From undervalued high school prospect to two-year backup, Joe Burrow’s meteoric rise was something he always expected
Joe Burrow knew.
It took some time, relentless determination and a perfect marriage, but he knew.
On Saturday, he became LSU’s second-ever Heisman trophy winner, but Burrow’s path to stardom has been anything but ordinary.
In fact, his success has been fueled by his past, where he practically stood unwanted and undervalued for most of his high school and early collegiate career.
It’s been a revenge tour ever since, and now he stands alone as the most decorated player in program history.
Burrow’s journey to Baton Rouge was an unconventional one. His two older brothers, along with his father, all played football at the University of Nebraska. Growing up as a boy in Athens, Ohio, Burrow’s ultimate dream was to one day play in Lincoln, but it never worked out.
After spending two years as a backup at Ohio State, Burrow decided to finally transfer, giving him a second-chance opportunity to make his childhood dream come true.
Even with improvement, maturity and strong family ties to the Cornhuskers, that opportunity was denied again. He was told not once, but a second time that he wasn’t good enough.
“I wanted to go to Nebraska,” Burrow said in an interview with ESPN. “They told me I wasn’t good enough.”
He’s kept a mental log of it all. All the recruiters that told him no. All the Elite 11 quarterbacks that were chosen over him. It’s all been free fuel in the tank.
“That’s just who I am,” said Burrow. “You can accept the fact that those people were saying those guys are better than you, or you can keep working. That’s what I did.”
Then came an infamous night at Mike Anderson’s that would change the landscape of LSU football forever, where head coach Ed Orgeron hosted Burrow for a three-day visit in Baton Rouge to sell him on why he should become the program’s next quarterback.
Those discussions were quickly halted as Orgeron realized the restaurant didn’t serve crawfish, forcing LSU’s head coach to ask the manager to go out and retrieve 15 pounds of crawfish and cook it for them anyway. From that moment, the two were a match made in heaven, and the legend of Joe Burreaux was born.
Burrow’s first season in Baton Rouge was definitely nothing to gloss over. Starting all 13 games, the Ohio State-transfer-turned-LSU Tiger passed for 2,894 yards and 16 touchdowns. Saying very little from the word go, Burrow won the team over in fall camp, where Orgeron says he showed up early to workouts and won nearly every sprint.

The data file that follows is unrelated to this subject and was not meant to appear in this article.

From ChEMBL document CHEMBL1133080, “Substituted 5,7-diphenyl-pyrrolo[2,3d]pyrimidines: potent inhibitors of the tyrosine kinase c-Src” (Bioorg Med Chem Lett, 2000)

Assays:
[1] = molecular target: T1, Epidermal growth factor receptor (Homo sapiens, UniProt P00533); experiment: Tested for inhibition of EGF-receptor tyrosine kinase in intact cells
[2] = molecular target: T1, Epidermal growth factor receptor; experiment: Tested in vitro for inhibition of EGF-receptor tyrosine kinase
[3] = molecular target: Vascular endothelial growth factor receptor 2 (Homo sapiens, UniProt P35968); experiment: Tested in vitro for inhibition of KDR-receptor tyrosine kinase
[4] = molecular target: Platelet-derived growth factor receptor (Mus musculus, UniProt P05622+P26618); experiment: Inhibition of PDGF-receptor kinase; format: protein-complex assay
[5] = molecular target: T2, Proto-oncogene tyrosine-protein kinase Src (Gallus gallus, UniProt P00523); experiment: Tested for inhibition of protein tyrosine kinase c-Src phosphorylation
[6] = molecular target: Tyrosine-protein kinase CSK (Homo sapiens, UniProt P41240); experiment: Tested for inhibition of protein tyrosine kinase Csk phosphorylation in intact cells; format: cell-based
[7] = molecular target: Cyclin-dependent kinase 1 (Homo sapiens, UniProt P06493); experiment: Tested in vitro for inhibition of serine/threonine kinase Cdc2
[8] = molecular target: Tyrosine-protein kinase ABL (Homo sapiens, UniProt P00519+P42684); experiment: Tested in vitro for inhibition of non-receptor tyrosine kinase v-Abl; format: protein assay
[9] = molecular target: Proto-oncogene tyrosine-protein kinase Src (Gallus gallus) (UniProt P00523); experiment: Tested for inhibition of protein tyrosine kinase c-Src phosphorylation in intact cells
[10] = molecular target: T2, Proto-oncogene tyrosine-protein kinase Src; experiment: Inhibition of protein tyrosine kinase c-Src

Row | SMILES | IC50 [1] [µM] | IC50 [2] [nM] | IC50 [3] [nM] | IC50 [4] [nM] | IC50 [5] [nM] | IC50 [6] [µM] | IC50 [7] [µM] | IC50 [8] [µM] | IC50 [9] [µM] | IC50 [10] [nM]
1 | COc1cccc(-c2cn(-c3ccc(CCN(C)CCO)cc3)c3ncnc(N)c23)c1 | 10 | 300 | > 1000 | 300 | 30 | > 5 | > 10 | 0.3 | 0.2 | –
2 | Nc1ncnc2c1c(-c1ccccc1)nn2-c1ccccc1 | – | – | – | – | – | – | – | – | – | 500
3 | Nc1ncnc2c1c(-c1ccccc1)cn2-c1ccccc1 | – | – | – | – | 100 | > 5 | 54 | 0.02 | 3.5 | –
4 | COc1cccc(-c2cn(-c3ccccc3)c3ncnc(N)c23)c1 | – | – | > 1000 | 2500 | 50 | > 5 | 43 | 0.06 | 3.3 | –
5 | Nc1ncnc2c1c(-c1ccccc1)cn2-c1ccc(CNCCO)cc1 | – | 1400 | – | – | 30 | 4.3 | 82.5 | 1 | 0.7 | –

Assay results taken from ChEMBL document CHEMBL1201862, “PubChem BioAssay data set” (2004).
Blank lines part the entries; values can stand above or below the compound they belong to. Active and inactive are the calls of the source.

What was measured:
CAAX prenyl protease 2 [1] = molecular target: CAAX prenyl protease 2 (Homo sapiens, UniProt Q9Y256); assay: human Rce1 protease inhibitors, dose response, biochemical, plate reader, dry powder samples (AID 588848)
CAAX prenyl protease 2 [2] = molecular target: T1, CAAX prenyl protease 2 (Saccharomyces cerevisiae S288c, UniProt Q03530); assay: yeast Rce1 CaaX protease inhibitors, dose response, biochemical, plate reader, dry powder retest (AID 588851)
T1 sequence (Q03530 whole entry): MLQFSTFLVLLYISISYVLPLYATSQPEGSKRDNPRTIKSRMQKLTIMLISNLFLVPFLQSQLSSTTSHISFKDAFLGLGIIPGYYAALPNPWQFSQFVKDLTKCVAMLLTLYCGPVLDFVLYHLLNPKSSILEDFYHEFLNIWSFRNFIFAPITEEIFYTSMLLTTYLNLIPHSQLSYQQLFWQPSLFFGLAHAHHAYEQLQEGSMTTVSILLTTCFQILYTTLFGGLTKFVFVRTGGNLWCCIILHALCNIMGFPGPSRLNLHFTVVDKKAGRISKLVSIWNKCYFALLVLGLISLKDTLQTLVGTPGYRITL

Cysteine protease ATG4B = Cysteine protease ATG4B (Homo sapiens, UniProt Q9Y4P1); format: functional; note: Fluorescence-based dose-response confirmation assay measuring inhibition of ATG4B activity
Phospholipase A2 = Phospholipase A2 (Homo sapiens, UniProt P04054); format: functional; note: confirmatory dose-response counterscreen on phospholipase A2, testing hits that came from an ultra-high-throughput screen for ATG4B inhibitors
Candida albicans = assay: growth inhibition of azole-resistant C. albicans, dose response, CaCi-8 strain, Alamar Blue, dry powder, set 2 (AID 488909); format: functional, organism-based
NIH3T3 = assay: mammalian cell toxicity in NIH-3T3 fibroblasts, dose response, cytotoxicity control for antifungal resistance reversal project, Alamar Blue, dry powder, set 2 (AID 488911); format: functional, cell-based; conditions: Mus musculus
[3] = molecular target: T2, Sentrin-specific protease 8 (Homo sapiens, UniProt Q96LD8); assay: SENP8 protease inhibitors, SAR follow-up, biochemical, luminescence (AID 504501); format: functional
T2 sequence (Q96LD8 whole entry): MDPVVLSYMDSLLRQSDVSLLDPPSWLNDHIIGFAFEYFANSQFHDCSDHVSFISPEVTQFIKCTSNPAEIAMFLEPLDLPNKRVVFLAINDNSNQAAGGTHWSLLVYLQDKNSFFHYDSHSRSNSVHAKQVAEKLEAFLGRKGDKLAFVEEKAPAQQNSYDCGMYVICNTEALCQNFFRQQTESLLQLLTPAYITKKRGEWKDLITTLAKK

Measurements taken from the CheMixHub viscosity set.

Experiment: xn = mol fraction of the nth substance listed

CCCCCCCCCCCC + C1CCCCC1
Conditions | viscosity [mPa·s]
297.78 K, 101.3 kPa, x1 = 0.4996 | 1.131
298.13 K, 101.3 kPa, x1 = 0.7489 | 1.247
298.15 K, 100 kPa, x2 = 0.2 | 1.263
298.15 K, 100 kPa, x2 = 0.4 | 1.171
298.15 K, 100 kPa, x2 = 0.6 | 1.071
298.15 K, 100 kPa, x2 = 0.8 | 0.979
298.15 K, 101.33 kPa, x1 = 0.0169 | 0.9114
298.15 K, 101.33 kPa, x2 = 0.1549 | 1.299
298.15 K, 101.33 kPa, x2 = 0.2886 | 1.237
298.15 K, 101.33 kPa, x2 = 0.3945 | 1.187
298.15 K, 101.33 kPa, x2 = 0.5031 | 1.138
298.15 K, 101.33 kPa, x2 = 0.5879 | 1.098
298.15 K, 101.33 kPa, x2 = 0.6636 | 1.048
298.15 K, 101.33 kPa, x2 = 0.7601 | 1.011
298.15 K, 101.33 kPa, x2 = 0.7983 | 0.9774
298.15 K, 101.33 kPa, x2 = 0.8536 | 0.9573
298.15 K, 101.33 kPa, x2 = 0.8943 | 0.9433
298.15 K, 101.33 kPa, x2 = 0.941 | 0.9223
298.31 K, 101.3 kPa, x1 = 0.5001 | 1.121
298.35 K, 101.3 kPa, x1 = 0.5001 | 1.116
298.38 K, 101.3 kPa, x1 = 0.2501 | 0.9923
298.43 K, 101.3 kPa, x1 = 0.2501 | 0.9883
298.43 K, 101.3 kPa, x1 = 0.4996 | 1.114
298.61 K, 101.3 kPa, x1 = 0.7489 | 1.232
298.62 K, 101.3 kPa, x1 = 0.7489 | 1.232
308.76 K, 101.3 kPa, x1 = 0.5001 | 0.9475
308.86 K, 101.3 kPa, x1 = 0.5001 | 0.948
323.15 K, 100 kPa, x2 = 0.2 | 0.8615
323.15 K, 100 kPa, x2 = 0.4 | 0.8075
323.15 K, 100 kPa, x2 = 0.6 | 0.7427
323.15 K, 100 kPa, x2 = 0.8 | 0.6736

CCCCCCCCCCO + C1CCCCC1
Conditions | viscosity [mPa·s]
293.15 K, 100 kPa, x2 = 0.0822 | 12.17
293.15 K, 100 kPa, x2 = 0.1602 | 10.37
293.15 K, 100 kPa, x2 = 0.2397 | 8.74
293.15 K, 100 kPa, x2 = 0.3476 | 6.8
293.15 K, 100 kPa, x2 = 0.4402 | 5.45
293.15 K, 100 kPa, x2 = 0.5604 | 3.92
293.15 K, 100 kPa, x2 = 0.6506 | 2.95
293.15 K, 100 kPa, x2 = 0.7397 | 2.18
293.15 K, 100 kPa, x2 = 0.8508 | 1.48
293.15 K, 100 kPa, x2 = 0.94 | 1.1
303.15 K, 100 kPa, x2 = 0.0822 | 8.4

Noticeably quiet and reserved, his lead-by-example mentality spoke loud and clear.
“I knew after the Fiesta Bowl last year how special we could be,” Burrow said. “We were losing three starters on the whole team. I knew the receivers we had coming back. I knew we had all five offensive linemen coming back.”
Despite a great deal of offseason skepticism about LSU’s new-look offense, Burrow knew deep down how lethal this group could be. Sitting now as a Heisman Trophy winner and the head honcho to the most prolific offense in college football, this is exactly the direction Burrow envisioned his football career going, even through all the detours it’s thrown him.
Serving as a camp counselor at the Manning Pass Academy last summer, Burrow was surrounded by reporters, all of them eager to learn more about new passing game coordinator Joe Brady and his offensive philosophy.
“I think we’re going to score a lot of points and I don’t think a lot of people are used to LSU scoring 40, 50, 60 points a game,” Burrow said at the camp. “I think if we do what we need to do up until fall camp and continue our hard work in fall camp, we can be one of the best offenses in the country.”
Joe Burrow knew, man.
From the Manning Passing Academy this summer.
Reporter: How different is the offense going to be?
Burrow: ? pic.twitter.com/npgNrydg41
— Cody Worsham (@CodyWorsham) November 13, 2019
Burrow believed it, but everyone else laughed.
In LSU’s season-opener against Georgia Southern, Burrow went 23-for-27, for 278 yards and five touchdowns. The offense scored 55 points, which set the mark for the most points scored by and SEC team in the first four games of the season in the history of the conference.
Statement made. But it wasn’t enough to win over some of the doubters.
Then came a top-10 showdown in Austin against the University of Texas and a 3rd-and-17 that will forever live in LSU football lore. Burrow’s game-sealing 61-yard knockout punch to Justin Jefferson was the play that solidified the Tigers’ offense among college football’s elite.
“That was one of the best throws I’ve made,” Burrow said at the media availability after the Texas game. “I was pretty proud of myself, I’m not going to lie.”
Burrow is a quirky guy who loves cartoons. He often wears clothes depicting SpongeBob Squarepants and the Looney Tunes, but when the lights are brightest on a Saturday nothing seems to faze him. He’s your typical alpha. And it was that night in Austin where the nation saw that at first glance.
“[Texas] was bringing zero, so I knew they were blitzing one more than we could block,” Burrow said when describing the 3rd-and-17 play. “They had a spy on me in the middle. So I knew that if I bought time my guys were going to be open. I was able to buy just enough time for Justin [Jefferson] to get open for me over the middle.”
Burrow’s always been appreciative of Louisiana and the opportunity that LSU provided him. But it wasn’t until Nov. 9 when he truly fell in love with the university and the people. It just clicked.
After LSU’s historic 46-41 win over Alabama in Tuscaloosa — a game where Burrow solidified his Heisman campaign — the team arrived back to the Baton Rouge airport to hundreds of screaming fans. It wasn’t until then that Burrow’s love affair with Louisiana became clear.
Burrow ran across the airport fence, greeting each fan with a high five. One might say it was the night of the Texas game that Burrow became a star, but it was the Alabama night he became immortal.